Hampton Roads Pt. 2

One of my absolute favorite things about living in DC is how close it is to literally so much. Drive for two hours and you can be in the mountains, exploring countryside, or at some of the most beautiful beaches in the country.

This weekend we headed down to Virginia Beach! Like I mentioned in yesterday’s post, on Saturday we were up against a 90% rain forecast that led to some quick thinking Friday of things that would mostly keep us indoors.

We started the day at Elsing Green, a colonial plantation built along the Pamunkey River (and a brand new National Historic Landmark that Paul had discovered.) The home and beautiful grounds are owned by a sweet and amazingly accommodating couple, who live in the home and agreed to let us stop by for a tour even though they don’t “open” to the public until next month! The oldest part of the home is a small Jacobean hunting cottage built by Lord Delaware (Delaware the state’s namesake) was built in the early 1600s, followed by a Queen Anne style manor house in 1715. The grounds, that now contain a wildlife refuge, are so perfect that when you make it down the long, tree lined driveway to the lawn of the home, you’re greeted by peacocks strutting around the lawn.

Being the preservationists that we are, we couldn’t help but love the story of this place. Although a majority of the home’s records were destroyed during the Civil War, the house is believed to have its original ties to Lord Delaware, and was passed down to the Dandridge’s after 1692. Martha Dandridge Custis, or the woman who went on to marry George Washington, was born into this family a few decades later. The property was passed down through inheritances and sold, until it was sold for the last time in the 1950s to Edgar Lafferty and his wife Margaret. The two were avid antique collectors, and it had been their dream to buy and restore an old home. That dream was passed on to the Lafferty’s son and daughter in law, who gave us our tour, and whose life’s work is to maintain, preserve, and share the house. Needless to say we left sufficiently inspired.

Everything in the part of the home that you tour is either original, original to the time period, or belonged to the Lafferty’s when they furnished the home. One of the coolest pieces for me was the surrender table, taken from the Moore House on the Yorktown Battlefield. This was the table where Washington, Rochambeau, and Cornwallis signed the Articles of Capitulation, marking the British surrender in the American Revolution. We were also able to tour Lord Delaware’s hunting cottage, where the pine wall and floors are original and in incredible shape. The downstairs of the cottage has been renovated into adorably rustic living quarters, used when weddings are held at Elsing Green.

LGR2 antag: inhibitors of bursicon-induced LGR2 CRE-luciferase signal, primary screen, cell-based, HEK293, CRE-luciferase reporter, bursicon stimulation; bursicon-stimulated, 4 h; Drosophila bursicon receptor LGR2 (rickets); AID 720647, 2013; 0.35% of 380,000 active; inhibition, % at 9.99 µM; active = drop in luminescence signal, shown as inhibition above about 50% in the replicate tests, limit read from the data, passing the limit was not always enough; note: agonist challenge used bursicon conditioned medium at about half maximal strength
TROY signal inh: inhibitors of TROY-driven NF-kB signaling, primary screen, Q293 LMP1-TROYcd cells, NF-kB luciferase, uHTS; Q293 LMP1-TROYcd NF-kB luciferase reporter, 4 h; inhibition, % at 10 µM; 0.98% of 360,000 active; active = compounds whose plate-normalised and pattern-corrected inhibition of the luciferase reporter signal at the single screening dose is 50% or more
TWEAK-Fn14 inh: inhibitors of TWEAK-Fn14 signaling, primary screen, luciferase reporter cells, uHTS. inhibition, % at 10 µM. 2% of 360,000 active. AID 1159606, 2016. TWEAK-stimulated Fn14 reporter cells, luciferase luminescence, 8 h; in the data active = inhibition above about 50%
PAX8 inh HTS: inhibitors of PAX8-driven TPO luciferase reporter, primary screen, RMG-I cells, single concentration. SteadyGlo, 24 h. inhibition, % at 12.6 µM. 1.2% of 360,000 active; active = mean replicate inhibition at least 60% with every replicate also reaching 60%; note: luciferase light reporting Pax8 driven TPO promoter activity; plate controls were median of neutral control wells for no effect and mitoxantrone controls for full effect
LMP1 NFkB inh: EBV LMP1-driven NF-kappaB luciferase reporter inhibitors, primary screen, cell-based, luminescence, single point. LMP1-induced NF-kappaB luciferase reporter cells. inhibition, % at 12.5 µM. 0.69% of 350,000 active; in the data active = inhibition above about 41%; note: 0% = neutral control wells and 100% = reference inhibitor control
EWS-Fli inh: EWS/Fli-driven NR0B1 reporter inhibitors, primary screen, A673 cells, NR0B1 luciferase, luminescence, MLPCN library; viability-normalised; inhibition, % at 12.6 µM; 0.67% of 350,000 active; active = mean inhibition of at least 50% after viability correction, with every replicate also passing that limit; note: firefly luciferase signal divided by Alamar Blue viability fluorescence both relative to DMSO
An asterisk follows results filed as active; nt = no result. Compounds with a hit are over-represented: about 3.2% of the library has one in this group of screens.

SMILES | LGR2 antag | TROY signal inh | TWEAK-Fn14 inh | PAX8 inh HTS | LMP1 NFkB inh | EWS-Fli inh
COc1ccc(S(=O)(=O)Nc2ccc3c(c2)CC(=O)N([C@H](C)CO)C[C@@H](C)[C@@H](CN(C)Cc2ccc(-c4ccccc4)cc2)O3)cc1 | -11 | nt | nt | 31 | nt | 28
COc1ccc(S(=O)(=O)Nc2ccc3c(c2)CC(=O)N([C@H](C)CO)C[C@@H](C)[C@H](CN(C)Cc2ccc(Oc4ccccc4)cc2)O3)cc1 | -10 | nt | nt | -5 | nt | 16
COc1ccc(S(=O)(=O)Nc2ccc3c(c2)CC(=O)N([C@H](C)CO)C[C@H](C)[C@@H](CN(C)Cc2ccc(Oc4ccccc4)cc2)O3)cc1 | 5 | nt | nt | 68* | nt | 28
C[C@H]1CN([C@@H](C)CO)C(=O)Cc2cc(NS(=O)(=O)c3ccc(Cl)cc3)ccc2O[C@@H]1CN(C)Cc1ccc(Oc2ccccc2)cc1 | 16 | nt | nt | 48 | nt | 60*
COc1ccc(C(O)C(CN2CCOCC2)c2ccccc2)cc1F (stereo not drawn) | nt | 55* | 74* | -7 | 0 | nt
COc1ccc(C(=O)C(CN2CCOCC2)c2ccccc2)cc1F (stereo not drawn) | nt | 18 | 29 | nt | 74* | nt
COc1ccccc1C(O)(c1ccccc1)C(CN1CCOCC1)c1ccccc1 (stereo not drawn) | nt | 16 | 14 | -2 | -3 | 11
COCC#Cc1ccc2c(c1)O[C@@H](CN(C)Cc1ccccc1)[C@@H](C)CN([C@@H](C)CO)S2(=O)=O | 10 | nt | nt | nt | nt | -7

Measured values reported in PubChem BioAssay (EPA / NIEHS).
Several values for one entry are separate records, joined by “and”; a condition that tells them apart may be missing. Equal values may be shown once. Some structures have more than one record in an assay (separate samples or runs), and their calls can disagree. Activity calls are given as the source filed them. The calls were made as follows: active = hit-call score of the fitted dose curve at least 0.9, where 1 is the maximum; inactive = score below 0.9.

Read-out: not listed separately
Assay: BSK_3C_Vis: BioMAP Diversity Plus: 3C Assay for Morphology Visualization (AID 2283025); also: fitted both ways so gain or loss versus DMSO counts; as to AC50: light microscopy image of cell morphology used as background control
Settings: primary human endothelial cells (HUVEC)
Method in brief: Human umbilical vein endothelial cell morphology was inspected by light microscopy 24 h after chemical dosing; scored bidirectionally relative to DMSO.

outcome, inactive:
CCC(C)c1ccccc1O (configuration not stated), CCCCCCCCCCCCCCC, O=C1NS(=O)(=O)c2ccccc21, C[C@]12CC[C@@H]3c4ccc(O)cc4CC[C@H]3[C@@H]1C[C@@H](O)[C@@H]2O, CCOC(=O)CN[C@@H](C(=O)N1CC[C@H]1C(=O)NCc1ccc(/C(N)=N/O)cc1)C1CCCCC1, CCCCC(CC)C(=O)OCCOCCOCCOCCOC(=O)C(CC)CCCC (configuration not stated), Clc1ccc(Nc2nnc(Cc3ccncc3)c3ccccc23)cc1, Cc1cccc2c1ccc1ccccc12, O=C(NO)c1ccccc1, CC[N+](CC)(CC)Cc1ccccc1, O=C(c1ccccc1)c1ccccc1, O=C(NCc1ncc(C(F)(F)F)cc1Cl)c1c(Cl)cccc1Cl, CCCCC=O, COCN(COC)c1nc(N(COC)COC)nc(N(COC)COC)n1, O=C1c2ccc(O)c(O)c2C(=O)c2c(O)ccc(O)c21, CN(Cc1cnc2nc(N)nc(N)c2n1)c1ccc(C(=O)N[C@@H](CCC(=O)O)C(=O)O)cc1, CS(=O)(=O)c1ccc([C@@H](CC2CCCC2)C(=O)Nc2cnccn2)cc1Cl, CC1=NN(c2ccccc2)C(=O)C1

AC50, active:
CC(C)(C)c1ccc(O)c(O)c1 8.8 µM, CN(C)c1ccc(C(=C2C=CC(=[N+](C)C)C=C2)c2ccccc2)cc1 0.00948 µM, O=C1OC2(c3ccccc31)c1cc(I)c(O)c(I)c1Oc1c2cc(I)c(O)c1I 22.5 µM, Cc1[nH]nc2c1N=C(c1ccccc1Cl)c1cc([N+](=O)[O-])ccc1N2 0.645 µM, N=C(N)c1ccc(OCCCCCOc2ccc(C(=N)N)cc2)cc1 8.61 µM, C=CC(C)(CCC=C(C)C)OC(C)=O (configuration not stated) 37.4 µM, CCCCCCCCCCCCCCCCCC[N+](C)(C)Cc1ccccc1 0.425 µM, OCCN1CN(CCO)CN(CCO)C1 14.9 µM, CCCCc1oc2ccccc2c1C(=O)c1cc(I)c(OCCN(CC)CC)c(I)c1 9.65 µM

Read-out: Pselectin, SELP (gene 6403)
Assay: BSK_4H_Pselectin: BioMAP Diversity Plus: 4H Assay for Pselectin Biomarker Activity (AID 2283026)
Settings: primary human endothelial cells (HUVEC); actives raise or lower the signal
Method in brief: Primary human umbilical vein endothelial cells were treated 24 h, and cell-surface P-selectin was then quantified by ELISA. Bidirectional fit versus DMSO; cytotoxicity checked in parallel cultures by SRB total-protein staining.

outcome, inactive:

This was such a lovely visit and, if you’re prepared to make the drive slightly to the middle of nowhere, I couldn’t recommend highly enough.

Next, we drove the hour and change to Newport News to visit the Mariner’s Museum.  The museum itself is interesting, but there’s one primary reason we sought this place out: the ruins of the USS Monitor. The Monitor was the first Ironclad ship built by the United States Navy, and was commissioned by the Union Army at the start of the Civil War. It fought in one of the Civil War’s biggest naval battles, the Battle of Hampton Roads on March 9, 1862, and in December of that year sank in storm off Cape Hatteras. In 2002, the turret and two Dahlgren guns were recovered from the wreckage and moved to conservation tanks at the Mariner’s Museum. I’m what has been called a Civil War nerd, so seeing these in real life was such a neat experience. The entire Monitor Center of the museum is so well done, complete with three fantastic films and exhibits, and we probably could have stayed the entire afternoon.

The last stop of the day was the city of Norfolk and the Douglas MacArthur memorial. Housed in the beautiful Old City Hall building, we saw his tomb in the capitol rotunda, and upstairs explored an exhibit about his life and legacy, complete with displays of his uniform and awards, his pipe and aviator sunglasses. On our drive from Norfolk to Virginia Beach, we stopped at the Francis Land House, which we had wanted to tour but by now it was well past five and the home was closed. Nevertheless, we did a drive by and it looked as charming as it does on the website! Will be adding this one to the list for next time we’re in the area.

We spent the evening eating seafood in Virginia Beach. Paul had been before, but this was my first time. I’m easily charmed by beach towns, and the evening views of the ocean did not disappoint.

Seeing as I’ve only gotten through one day’s worth of activities and this is already longer than I anticipated, I’ll say stay tuned for my next post about our travels the next day around Hampton Roads!

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